On Thursday evening John Holmes will be discussing the decorative art of the nineteenth-century Irish stone-carvers James and John O’Shea at the Oxford University Museum of Natural History with the contemporary artist Sean Lynch, whose show A blow by blow account of stonecarving in Oxford inspired by the O’Sheas and their work has recently opened at Modern Art Oxford. After their talk, there will be a launch party for Lynch’s book accompanying the show. Here are the details of the event if you would like to join us:
Event: Chipping away at a block of stone carving history
Venue: Modern Art Oxford
Time: 7.00-7.45 (conversation); 7.45-8.15 (book launch)
A quick reminder that George Levine, Emeritus Professor of English at Rutgers University, will be speaking tomorrow (Wednesday 30th April) at 2 p.m. in the Harborne Lecture Theatre on ‘Science and Religion from Herschel to Gould’. The lecture is open to all, so please do join us for a rare opportunity to hear one of the leading scholars of literature, science and religion.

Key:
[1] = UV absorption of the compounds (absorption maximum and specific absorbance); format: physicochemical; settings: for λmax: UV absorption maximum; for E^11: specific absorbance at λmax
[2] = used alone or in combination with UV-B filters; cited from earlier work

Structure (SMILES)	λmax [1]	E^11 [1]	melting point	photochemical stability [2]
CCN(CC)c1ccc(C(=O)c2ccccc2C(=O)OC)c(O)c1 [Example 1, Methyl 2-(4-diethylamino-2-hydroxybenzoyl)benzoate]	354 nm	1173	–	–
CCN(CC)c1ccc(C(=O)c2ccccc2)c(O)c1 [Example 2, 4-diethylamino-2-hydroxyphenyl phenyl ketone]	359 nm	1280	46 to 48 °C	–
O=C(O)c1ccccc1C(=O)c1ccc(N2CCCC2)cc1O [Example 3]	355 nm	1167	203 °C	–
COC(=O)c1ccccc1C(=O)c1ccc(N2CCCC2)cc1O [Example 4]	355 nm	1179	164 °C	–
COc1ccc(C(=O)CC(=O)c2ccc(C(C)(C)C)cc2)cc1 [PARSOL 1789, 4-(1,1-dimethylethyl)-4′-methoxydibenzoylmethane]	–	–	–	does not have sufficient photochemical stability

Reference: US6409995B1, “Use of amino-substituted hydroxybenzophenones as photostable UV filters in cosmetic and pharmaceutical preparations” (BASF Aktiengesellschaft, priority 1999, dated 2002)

Alison Martin’s article “Outward Bound: Women Translators and Scientific Travel Writing, 1780–1800” has been published on-line with the Annals of Science. To read it, click here.
George Levine, Emeritus Professor of English at Rutgers University, will be coming to speak at Reading next Wednesday (30th April) at 2 p.m. in the Harborne Lecture Theatre on ‘Science and Religion from Herschel to Gould’. Professor Levine is one of the world’s most eminent scholars of the relationship between literature and science. His books include Darwin and the Novelists: Patterns of Science in Victorian Fiction (1988), Dying to Know: Scientific Epistemology and Narrative in Victorian England (2002),Darwin Loves You: Natural Selection and the Re-enchantment of the World (2006), Realism, Ethics and Secularism: Essays on Victorian Literature and Science (2008) and Darwin the Writer (2011), as well as several edited books on science and literature. Please do join us for his rich and stimulating talk.